For ever here my rest shall be

Full Text

1 Forever here my rest shall be,
Close to Thy bleeding side.
This all my hope, and all my plea.
"For me the Saviour died."

2 My dying Saviour, and my God,
Fountain for guilt and sin,
Sprinkle me ever with Thy blood,
And cleanse, and keep me clean.

3 Wash me, and make me thus Thine own;
Wash me, and mine Thou art;
Wash me, but not my feet alone—-
My hands, my head, my heart.

4 The atonement of Thy blood apply,
Till faith to sight improve;
Till hope in full fruition die,
And all my soul be love.

Source: Praise and Worship: hymnal #51

Author: Charles Wesley

Charles Wesley, M.A. was the great hymn-writer of the Wesley family, perhaps, taking quantity and quality into consideration, the great hymn-writer of all ages. Charles Wesley was the youngest son and 18th child of Samuel and Susanna Wesley, and was born at Epworth Rectory, Dec. 18, 1707. In 1716 he went to Westminster School, being provided with a home and board by his elder brother Samuel, then usher at the school, until 1721, when he was elected King's Scholar, and as such received his board and education free. In 1726 Charles Wesley was elected to a Westminster studentship at Christ Church, Oxford, where he took his degree in 1729, and became a college tutor. In the early part of the same year his religious impressions were much deepene… Go to person page >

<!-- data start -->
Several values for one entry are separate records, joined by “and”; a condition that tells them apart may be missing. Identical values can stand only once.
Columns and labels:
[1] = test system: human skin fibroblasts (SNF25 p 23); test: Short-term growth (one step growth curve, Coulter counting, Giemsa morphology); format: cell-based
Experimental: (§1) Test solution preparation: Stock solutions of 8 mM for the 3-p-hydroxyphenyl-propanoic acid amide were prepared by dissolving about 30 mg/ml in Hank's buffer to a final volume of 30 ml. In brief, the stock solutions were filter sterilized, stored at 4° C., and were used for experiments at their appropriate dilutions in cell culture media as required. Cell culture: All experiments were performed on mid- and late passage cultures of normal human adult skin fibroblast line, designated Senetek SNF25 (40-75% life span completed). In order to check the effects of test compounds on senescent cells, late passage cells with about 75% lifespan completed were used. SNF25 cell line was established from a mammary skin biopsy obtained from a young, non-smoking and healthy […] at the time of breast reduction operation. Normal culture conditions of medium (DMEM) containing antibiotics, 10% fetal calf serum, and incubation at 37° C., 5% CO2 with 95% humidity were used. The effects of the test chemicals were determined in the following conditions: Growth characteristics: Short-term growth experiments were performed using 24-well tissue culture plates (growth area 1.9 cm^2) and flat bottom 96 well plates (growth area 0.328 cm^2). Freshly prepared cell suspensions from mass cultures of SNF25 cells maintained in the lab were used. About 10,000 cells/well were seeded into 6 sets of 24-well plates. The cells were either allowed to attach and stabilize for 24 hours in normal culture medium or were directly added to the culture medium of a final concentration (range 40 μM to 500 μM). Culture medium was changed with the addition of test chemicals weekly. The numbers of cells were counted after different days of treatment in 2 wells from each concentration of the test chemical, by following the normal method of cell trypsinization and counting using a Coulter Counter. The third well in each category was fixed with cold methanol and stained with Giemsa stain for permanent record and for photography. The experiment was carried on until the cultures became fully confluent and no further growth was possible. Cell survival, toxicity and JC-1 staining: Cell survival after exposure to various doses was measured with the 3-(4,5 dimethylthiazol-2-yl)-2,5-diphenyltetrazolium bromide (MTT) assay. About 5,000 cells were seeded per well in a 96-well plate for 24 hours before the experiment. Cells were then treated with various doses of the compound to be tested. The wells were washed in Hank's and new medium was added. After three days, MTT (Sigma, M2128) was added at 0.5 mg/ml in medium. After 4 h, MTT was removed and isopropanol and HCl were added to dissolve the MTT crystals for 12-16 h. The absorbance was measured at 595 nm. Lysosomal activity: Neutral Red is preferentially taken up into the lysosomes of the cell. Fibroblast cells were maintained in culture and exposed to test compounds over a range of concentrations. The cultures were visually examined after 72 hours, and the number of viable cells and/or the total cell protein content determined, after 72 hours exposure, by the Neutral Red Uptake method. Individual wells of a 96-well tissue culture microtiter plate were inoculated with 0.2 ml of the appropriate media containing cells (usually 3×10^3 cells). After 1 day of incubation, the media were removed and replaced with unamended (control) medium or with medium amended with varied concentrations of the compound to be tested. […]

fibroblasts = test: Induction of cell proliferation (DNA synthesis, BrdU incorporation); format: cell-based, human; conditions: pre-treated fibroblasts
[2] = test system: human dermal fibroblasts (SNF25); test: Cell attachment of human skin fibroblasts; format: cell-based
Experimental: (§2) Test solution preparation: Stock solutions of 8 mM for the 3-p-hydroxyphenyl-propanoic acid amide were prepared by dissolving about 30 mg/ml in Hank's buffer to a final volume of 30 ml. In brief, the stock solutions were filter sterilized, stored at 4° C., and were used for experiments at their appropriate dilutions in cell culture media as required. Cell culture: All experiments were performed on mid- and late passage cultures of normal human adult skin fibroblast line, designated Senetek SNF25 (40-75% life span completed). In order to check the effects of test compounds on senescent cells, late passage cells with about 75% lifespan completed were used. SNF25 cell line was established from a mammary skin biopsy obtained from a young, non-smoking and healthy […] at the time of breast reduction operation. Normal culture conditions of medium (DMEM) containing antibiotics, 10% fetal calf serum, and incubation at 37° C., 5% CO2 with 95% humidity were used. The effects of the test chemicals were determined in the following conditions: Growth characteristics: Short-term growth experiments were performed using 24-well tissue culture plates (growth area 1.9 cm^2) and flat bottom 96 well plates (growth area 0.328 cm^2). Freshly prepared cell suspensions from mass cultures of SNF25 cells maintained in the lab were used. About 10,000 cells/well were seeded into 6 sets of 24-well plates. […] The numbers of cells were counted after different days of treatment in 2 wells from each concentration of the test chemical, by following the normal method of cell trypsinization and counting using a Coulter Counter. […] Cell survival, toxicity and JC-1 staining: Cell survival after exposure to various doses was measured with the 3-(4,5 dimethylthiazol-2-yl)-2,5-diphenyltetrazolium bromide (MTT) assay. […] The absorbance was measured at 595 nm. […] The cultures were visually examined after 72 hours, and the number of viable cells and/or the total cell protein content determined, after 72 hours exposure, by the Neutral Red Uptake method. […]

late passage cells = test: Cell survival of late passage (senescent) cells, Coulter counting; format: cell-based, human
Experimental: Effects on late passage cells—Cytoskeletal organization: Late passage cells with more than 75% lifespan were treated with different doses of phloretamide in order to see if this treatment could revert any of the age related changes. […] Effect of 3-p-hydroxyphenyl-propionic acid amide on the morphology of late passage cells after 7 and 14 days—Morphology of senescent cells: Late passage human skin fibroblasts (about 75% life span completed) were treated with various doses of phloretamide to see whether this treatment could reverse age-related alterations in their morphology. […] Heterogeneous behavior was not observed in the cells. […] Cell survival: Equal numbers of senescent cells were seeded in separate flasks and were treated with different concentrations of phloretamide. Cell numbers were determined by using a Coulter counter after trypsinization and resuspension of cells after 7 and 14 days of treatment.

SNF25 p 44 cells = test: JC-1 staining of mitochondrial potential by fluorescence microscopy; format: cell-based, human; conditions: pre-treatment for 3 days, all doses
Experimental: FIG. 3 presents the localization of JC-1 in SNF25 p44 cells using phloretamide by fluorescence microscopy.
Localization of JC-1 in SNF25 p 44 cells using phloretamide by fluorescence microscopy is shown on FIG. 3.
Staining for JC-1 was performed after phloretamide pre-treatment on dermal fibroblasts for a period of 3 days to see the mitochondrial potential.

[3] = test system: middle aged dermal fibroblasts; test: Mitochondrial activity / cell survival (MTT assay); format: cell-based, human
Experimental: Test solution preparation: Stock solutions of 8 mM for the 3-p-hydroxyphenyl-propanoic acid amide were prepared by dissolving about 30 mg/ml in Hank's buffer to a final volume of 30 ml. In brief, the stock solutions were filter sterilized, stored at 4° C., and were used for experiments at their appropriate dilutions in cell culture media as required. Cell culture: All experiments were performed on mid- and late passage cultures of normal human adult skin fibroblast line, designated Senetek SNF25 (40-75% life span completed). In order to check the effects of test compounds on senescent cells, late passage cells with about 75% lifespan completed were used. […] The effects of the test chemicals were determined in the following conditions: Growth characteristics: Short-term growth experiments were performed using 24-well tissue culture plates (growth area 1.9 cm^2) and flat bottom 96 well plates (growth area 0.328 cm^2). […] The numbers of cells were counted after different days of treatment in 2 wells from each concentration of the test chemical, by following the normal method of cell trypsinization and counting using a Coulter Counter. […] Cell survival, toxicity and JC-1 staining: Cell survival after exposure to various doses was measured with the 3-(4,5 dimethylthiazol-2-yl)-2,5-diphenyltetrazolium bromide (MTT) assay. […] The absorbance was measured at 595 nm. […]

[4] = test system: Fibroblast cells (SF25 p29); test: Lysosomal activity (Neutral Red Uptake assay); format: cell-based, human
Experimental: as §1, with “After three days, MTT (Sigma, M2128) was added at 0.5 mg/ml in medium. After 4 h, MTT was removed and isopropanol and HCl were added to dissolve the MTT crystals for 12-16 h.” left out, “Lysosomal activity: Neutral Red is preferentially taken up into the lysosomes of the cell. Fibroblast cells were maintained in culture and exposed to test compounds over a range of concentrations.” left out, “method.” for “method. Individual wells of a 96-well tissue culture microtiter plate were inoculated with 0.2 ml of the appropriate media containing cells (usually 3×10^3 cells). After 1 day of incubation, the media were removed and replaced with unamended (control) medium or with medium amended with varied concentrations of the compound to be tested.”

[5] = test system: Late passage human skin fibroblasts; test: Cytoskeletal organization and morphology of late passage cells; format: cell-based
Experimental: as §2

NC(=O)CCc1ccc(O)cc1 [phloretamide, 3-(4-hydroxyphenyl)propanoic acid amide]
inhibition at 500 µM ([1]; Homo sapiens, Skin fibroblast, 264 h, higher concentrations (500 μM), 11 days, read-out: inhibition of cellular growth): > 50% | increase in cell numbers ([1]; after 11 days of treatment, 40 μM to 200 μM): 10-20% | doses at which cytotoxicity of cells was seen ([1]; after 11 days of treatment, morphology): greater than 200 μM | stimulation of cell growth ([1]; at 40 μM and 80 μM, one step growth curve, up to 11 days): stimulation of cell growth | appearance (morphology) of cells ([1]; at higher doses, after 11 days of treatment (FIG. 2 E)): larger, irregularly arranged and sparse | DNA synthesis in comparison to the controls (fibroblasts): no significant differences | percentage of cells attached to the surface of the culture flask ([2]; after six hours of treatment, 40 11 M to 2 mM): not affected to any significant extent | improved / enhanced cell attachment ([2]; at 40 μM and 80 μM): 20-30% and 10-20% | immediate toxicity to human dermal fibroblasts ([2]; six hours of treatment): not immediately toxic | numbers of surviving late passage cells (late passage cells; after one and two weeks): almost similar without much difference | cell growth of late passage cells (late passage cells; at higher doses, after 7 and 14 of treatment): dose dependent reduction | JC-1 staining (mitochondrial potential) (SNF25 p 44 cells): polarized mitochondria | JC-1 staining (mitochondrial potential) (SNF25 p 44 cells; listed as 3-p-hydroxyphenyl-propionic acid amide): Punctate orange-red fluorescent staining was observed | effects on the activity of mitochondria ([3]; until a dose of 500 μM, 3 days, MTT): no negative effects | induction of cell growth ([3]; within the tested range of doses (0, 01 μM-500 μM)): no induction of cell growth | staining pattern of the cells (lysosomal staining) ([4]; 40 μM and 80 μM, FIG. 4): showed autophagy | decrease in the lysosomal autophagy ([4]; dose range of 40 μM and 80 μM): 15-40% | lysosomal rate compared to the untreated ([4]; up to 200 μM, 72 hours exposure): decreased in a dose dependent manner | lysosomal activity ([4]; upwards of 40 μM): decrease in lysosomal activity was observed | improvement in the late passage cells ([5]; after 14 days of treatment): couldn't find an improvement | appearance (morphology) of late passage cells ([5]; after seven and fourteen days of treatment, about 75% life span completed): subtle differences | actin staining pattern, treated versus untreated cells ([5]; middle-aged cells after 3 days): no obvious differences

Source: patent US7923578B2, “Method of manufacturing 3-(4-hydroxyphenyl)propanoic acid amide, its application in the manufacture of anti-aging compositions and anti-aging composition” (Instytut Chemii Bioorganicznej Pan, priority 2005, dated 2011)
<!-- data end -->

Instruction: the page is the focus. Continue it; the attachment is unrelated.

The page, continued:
Text Information

First Line: For ever here my rest shall be
Author: Charles Wesley
Language: English
Copyright: Public Domain



MARTYRDOM was originally an eighteenth-century Scottish folk melody used for the ballad "Helen of Kirkconnel." Hugh Wilson (b. Fenwick, Ayrshire, Scotland, c. 1766; d. Duntocher, Scotland, 1824) adapted MARTYRDOM into a hymn tune in duple meter around 1800. A triple-meter version of the tune was fir…

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[Forever here my rest shall be] (O'Kane)


Lowell Mason (PHH 96) adapted AZMON from a melody composed by Carl G. Gläser in 1828. Mason published a duple-meter version in his Modern Psalmist (1839) but changed it to triple meter in his later publications. Mason used (often obscure) biblical names for his tune titles; Azmon, a city south of C…

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